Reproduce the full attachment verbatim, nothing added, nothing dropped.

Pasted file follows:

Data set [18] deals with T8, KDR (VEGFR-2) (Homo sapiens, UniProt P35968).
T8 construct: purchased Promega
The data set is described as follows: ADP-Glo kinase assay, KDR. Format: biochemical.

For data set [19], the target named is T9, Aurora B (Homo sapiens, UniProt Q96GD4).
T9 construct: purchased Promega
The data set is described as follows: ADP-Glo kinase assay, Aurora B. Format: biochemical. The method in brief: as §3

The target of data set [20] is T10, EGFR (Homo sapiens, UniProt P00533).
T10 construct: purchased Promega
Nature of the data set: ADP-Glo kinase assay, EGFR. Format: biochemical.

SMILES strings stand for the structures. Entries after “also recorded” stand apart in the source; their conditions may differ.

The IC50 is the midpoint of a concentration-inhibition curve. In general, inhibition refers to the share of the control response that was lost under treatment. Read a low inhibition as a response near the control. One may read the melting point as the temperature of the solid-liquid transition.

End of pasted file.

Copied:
Data set [18] deals with T8, KDR (VEGFR-2) (Homo sapiens, UniProt P35968).
T8 construct: purchased Promega
The data set is described as follows: ADP-Glo kinase assay, KDR. Format: biochemical.

For data set [19], the target named is T9, Aurora B (Homo sapiens, UniProt Q96GD4).
T9 construct: purchased Promega
The data set is described as follows: ADP-Glo kinase assay, Aurora B. Format: biochemical. The method in brief: as §3

The target of data set [20] is T10, EGFR (Homo sapiens, UniProt P00533).
T10 construct: purchased Promega
Nature of the data set: ADP-Glo kinase assay, EGFR. Format: biochemical.

SMILES strings stand for the structures. Entries after “also recorded” stand apart in the source; their conditions may differ.

The IC50 is the midpoint of a concentration-inhibition curve. In general, inhibition refers to the share of the control response that was lost under treatment. Read a low inhibition as a response near the control. One may read the melting point as the temperature of the solid-liquid transition.